What follows is just some notes and observations that I had the opportunity to witness on a recent 42 hour bus trip that originated in Alpine, TX and concluded in Columbus, Ohio. Much of it might seem disjointed or fractured but trying to write notes on a Greyhound Bus with no table in front of you and barreling down the highway at about 70 miles per hour can be quite challenging.

Alpine, TX, population 5,905 (give or take)

Outside the local gas station that doubles as a bus depot, a man lies sleeping on a wooden bench. He’s surrounded by what appears to be his life’s possessions which consists of a couple backpacks that have seen better days, a couple dusty well worn pillows and an acoustic guitar tucked away in a carrying case that’s covered with stickers that bear the names and places of where he’s been.

It’s 5:15 PM and the temperature, according to the bank across the street, has reached 96 degrees. I have about a half hour to kill before my scheduled departure so I drop my suitcase outside and sit down on an adjacent bench to have a smoke and gather my thoughts.

I glance over at my would be travelling companion as he insolently swats away the flies that have made his body their landing area. I’m afraid to strike up a conversation, not because of his appearance but because I don’t have the ear to listen. I’ve got my own problems to worry about.

The bus arrives pretty much on time and I board, trying to remain as inconspicuous as possible which was easy on the first leg of the journey. I would later discover that this would be damn near impossible, Greyhound has it down to a science and most seats on the remaining legs of my journey will be filled.

The bus pulls out and we enter a sort of No Man's Land. The desert in Southwest Texas is as a vast countryside the likes of which I’d never seen before. I sit back and wonder what propelled our forefathers across such hostile territory while I sit in air conditioned comfort.

Along the way, we pass “The Big Bend Cowboy Church” and countless RV and trailer parks .I’ headed east so the sun is at my back with nothing but mountains, scrub brush and cattle ranches ahead of me. As we roll away the miles I begin to notice that the desert out here is much greener than I thought. There are no intersections and the road points like an arrow straight to the horizon. I glance out the window to my right and smile as I see a herd of wild horses of all sizes and colors. They barely glance up at the bus from their grazing and hardly take notice of the passengers entombed inside the silver and blue bullet.

The landscape is beautiful. Beautiful in a raw, foreign planet kind of way.

I manage to doze for awhile but about an hour or so later a voice crackles over the buses sound system, “Welcome to Fort Stockton, Texas.”

Fort Stockton, TX, population 8,483 (give or take).

The bus pulls into a Shell station/Burger King that also masquerades as a Greyhound depot. I’s about 7:00 PM and I’ve got a five and a half hour layover before the next one arrives. I look outside and there’s nothing in sight but truck stops and boarded up businesses. Even the ones that that remain open seem to have seen better days and I’m at a loss at what to do.

I decide to follow some advice from one of my favorite songs and “Take me out and wander ‘round.” Off in the distance, a pink building beckons and the first thing that catches my eyes is the neon sign, like a signal from heaven, that says “Cold Beer”. I’m drawn to it like a moth to a flame.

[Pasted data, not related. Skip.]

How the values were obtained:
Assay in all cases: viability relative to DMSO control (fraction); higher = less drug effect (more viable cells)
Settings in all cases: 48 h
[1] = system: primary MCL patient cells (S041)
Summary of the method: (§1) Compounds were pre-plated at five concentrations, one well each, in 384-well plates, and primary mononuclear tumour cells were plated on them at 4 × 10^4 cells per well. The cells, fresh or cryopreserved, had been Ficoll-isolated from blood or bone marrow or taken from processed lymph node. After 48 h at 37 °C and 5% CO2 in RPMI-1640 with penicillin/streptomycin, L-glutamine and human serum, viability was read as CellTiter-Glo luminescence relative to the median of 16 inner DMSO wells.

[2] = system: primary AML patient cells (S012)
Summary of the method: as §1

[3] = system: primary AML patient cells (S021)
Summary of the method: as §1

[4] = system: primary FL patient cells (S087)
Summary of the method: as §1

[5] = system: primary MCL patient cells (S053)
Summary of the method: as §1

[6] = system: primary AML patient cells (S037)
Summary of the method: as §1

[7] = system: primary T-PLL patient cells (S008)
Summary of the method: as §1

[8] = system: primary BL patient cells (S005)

I get inside and soon discover that , as far as Southwest Texas goes, this place is the real deal. I’m the only gringo in the place and my Spanish is poor at best. This is complicated by the fact that both televisions behind the bar are showing Mexican soap operas and the menu’s and specials are all in Spanish. I shoot a text off to my daughter with some pictures of the food and describe the surroundings. The tells me that the soap operas are in fact called “tela novellas and says the food looks fine.

I think to myself, live and learn.

I order a couple of beers (Budweiser) and a smiling waitress brings them along with a bowl of chips and salsa. One thing I know, this ain’t Taco Bell and everything seems to be homemade. I fumble at the word “Gracias” and she keeps smiling away. I decide to keep it simple and order another beer, a bowl of chili and a couple of tacos. I figure my next stop is San Antonio, Texas (with stops in Junction, TX and Kerrville, TX) and the bus won’t be that crowded so nobody would care if I farted my way halfway there. After all, these are Bus People and for the time being, so am I.

It’s now around 9:30 PM and I’ve still got three hours or so to kill. I wander back to the gas station/bus depot and step outside to have a smoke. Halfway through it an ambulance comes blaring into the parking lot. Its siren pierces the tranquility of the desert night and its flashing lights make a spectacle of the darkening sky. They pull up to a car in the parking lot and force their way in.

I go back inside and inquire about what is going on. The locals behind the counter tell me that “Oh, it must be for Jimmy.” Nobody knows Jimmy’s last name but he’s a homeless buy who calls his car and the parking lot home. It seems the Texas heat has finally gotten the better of him.

The ambulance staff extracts him from the car. He’s shirtless and if the expression on his face is any clue, his mind is lost. They stick an IV into him, load him on a gurney and it’s not long before he’s off to God knows where. A couple of thoughts pass through my mind.

The first is “Godspeed Jimmy! I hope you have safe travels and a safe landing.

The second is, no matter how far I seem to go, I will never escape the sounds of sirens and the glare of flashing lights.

That’s enough for now, next up, Bus People, Part II.

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